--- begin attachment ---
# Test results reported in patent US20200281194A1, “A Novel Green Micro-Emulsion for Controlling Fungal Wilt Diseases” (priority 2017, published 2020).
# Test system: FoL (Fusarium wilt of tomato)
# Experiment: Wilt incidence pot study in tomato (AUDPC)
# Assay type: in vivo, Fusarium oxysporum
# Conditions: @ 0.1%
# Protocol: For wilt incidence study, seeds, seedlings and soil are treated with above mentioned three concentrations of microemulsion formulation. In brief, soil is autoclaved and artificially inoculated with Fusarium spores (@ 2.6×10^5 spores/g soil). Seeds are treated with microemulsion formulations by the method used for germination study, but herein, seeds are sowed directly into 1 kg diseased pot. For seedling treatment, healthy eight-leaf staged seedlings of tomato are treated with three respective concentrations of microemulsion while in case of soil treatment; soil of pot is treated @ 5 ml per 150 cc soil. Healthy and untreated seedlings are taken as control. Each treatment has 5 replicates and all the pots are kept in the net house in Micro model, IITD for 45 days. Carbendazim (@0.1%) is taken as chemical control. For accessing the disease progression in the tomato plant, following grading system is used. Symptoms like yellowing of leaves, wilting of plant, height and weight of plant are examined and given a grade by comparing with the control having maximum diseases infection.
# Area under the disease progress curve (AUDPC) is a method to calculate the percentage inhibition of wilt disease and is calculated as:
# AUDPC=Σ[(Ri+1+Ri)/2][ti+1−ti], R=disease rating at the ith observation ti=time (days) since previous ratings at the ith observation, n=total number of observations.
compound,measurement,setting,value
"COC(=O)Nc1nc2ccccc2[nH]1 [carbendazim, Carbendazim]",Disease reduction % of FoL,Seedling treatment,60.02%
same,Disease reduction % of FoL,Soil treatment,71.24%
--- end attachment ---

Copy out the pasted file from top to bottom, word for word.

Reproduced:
# Test results reported in patent US20200281194A1, “A Novel Green Micro-Emulsion for Controlling Fungal Wilt Diseases” (priority 2017, published 2020).
# Test system: FoL (Fusarium wilt of tomato)
# Experiment: Wilt incidence pot study in tomato (AUDPC)
# Assay type: in vivo, Fusarium oxysporum
# Conditions: @ 0.1%
# Protocol: For wilt incidence study, seeds, seedlings and soil are treated with above mentioned three concentrations of microemulsion formulation. In brief, soil is autoclaved and artificially inoculated with Fusarium spores (@ 2.6×10^5 spores/g soil). Seeds are treated with microemulsion formulations by the method used for germination study, but herein, seeds are sowed directly into 1 kg diseased pot. For seedling treatment, healthy eight-leaf staged seedlings of tomato are treated with three respective concentrations of microemulsion while in case of soil treatment; soil of pot is treated @ 5 ml per 150 cc soil. Healthy and untreated seedlings are taken as control. Each treatment has 5 replicates and all the pots are kept in the net house in Micro model, IITD for 45 days. Carbendazim (@0.1%) is taken as chemical control. For accessing the disease progression in the tomato plant, following grading system is used. Symptoms like yellowing of leaves, wilting of plant, height and weight of plant are examined and given a grade by comparing with the control having maximum diseases infection.
# Area under the disease progress curve (AUDPC) is a method to calculate the percentage inhibition of wilt disease and is calculated as:
# AUDPC=Σ[(Ri+1+Ri)/2][ti+1−ti], R=disease rating at the ith observation ti=time (days) since previous ratings at the ith observation, n=total number of observations.
compound,measurement,setting,value
"COC(=O)Nc1nc2ccccc2[nH]1 [carbendazim, Carbendazim]",Disease reduction % of FoL,Seedling treatment,60.02%
same,Disease reduction % of FoL,Soil treatment,71.24%